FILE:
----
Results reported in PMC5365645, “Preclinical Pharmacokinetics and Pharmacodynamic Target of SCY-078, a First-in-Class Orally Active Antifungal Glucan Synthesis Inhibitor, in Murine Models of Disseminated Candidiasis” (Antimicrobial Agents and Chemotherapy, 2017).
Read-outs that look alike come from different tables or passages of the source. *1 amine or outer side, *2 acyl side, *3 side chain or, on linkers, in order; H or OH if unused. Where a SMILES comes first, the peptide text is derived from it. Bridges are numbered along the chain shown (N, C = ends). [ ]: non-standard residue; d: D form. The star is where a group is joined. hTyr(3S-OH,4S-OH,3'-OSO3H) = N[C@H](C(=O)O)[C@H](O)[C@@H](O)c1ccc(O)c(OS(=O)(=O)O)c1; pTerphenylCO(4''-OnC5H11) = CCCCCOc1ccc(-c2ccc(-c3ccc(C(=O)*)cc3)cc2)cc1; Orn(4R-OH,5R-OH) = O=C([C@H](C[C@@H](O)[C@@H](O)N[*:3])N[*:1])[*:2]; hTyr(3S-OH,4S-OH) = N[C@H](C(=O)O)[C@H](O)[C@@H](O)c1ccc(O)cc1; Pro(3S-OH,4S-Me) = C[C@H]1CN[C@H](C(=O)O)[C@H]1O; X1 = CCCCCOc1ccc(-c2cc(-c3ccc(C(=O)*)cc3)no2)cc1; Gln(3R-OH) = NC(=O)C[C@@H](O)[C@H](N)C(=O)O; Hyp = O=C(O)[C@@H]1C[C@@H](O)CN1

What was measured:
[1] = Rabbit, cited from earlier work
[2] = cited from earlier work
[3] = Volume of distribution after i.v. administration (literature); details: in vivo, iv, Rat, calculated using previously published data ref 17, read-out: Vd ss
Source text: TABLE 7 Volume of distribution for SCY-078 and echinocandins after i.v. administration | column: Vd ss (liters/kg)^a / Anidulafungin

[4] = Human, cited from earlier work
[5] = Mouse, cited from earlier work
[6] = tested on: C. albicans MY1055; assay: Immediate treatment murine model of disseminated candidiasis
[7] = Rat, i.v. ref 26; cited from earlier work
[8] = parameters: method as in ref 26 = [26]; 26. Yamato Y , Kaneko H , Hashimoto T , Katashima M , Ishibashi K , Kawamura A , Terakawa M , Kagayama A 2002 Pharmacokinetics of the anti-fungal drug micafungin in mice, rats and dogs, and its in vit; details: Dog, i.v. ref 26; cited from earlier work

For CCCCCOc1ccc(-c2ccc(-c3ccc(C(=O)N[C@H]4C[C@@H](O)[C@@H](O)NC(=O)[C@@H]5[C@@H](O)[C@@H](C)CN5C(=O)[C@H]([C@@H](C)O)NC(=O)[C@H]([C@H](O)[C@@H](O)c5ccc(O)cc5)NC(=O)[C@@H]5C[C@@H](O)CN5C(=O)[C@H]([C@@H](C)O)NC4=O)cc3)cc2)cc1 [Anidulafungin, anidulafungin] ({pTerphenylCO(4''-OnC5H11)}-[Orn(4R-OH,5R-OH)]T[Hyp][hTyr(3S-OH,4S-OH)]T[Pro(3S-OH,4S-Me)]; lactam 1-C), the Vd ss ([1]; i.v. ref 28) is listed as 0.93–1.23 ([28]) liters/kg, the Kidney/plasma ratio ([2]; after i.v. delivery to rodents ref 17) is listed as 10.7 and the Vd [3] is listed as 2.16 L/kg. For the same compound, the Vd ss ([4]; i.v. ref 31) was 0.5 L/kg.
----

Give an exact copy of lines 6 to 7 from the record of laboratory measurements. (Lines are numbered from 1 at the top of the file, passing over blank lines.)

[3] = Volume of distribution after i.v. administration (literature); details: in vivo, iv, Rat, calculated using previously published data ref 17, read-out: Vd ss
Source text: TABLE 7 Volume of distribution for SCY-078 and echinocandins after i.v. administration | column: Vd ss (liters/kg)^a / Anidulafungin